Handicapping the Recall Election
I offered my take on the upcoming gubernatorial recall election for the blogger David Blaska. You can find all of the responses here.
Here’s what I had to say:
Who’s going to win the recall? I don’t know.
I will venture this: For that sliver of the electorate that is undecided, the recall won’t pivot on the union issue, but on the condition of the Wisconsin economy.
Scott Walker could have a big problem here. It’s not just that the job numbers were so bad in his first year, but the Republicans fumbled two key economic development issues–creation of a venture capital fund and writing viable mining legislation.
Who would have guessed they would be so inept on fundamental business issues?
Walker’s best hope requires a twist worthy of an O’Henry short story: Will there be enough of an Obama economic recovery to lift the floundering Badger economy?
As for the Democrats, their chances of beating Walker will almost certainly decline once they pick a candidate. Their leading hopefuls are palookas–the scarred losers of previous statewide races.
Perhaps party chair Mike Tate can persuade the Democratic candidate to put a brown paper bag over his or her head. It could help.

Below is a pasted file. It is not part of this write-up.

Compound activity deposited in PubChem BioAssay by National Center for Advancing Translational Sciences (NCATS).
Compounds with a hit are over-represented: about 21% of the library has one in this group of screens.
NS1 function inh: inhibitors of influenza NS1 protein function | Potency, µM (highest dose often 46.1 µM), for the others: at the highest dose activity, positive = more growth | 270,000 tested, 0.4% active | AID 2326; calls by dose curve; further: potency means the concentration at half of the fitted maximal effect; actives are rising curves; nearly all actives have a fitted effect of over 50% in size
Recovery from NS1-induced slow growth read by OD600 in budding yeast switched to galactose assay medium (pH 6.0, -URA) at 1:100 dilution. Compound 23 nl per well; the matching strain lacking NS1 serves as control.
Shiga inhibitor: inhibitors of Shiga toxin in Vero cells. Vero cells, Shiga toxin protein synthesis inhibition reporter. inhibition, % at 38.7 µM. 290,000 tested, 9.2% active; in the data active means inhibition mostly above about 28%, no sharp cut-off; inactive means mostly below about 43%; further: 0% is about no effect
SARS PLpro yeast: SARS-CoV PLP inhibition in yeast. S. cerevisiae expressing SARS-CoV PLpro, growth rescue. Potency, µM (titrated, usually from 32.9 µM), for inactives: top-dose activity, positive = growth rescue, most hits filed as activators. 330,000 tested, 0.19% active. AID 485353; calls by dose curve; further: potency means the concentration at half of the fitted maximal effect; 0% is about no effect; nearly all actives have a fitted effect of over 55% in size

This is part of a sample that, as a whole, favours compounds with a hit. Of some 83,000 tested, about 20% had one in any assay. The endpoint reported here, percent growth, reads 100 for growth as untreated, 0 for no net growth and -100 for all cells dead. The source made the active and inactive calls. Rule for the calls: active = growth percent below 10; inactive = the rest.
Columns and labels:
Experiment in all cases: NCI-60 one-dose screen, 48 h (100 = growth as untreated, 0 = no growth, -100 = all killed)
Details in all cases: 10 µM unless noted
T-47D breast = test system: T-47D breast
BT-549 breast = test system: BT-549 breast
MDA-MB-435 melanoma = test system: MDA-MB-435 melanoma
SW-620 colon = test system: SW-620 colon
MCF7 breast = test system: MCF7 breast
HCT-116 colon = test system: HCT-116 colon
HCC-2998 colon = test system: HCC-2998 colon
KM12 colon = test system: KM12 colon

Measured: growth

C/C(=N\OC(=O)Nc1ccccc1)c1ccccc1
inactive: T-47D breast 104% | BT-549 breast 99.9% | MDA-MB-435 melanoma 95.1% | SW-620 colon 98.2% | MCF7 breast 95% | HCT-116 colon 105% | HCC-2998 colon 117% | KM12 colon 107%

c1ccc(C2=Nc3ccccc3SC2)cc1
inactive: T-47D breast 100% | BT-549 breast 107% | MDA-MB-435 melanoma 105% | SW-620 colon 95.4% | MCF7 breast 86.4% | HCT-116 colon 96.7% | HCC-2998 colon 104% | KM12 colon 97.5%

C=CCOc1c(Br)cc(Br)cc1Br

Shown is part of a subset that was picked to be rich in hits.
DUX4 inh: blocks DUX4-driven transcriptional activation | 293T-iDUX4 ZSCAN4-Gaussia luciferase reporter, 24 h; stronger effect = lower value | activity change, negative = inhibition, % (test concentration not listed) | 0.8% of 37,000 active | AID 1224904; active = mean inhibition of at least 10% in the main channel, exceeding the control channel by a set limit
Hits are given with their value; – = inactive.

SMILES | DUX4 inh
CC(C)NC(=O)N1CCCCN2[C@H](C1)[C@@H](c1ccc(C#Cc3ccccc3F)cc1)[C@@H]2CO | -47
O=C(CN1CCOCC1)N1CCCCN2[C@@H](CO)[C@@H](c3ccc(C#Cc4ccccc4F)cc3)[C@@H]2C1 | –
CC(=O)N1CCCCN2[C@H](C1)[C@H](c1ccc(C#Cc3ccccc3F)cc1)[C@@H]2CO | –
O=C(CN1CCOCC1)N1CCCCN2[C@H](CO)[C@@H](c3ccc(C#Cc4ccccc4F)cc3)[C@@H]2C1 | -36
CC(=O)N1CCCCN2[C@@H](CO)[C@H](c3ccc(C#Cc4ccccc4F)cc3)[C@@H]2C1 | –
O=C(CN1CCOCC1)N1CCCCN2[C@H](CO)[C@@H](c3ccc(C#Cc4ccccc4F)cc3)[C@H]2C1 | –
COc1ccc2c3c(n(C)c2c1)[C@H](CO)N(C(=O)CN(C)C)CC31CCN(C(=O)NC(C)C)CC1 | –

But wait…if Herb Kohl miraculously changes his mind and runs, game over.
Everyone knows that the wild card is the John Doe probe. All hell breaks lose if Walker is indicted for the shenanigans that occurred while he was Milwaukee County executive.
What the Democrats need — and probably won’t get — is a business-savvy candidate like Kohl who understands the utter centrality of growing the Wisconsin economy.
Bar none, there is no more important issue in Wisconsin today.
Kevin Conroy, the biotech innovator (and the son of a former Democratic Michigan state senator) who briefly considered a gubernatorial run in 2010, might have filled the bill. But his Exact Sciences start-up is at a critical point of development.
Finally, given the chaos of Wisconsin politics, I don’t rule out an intervention by space aliens.
Bat-crazy weirdness–this is the new norm in Wisconsin politics.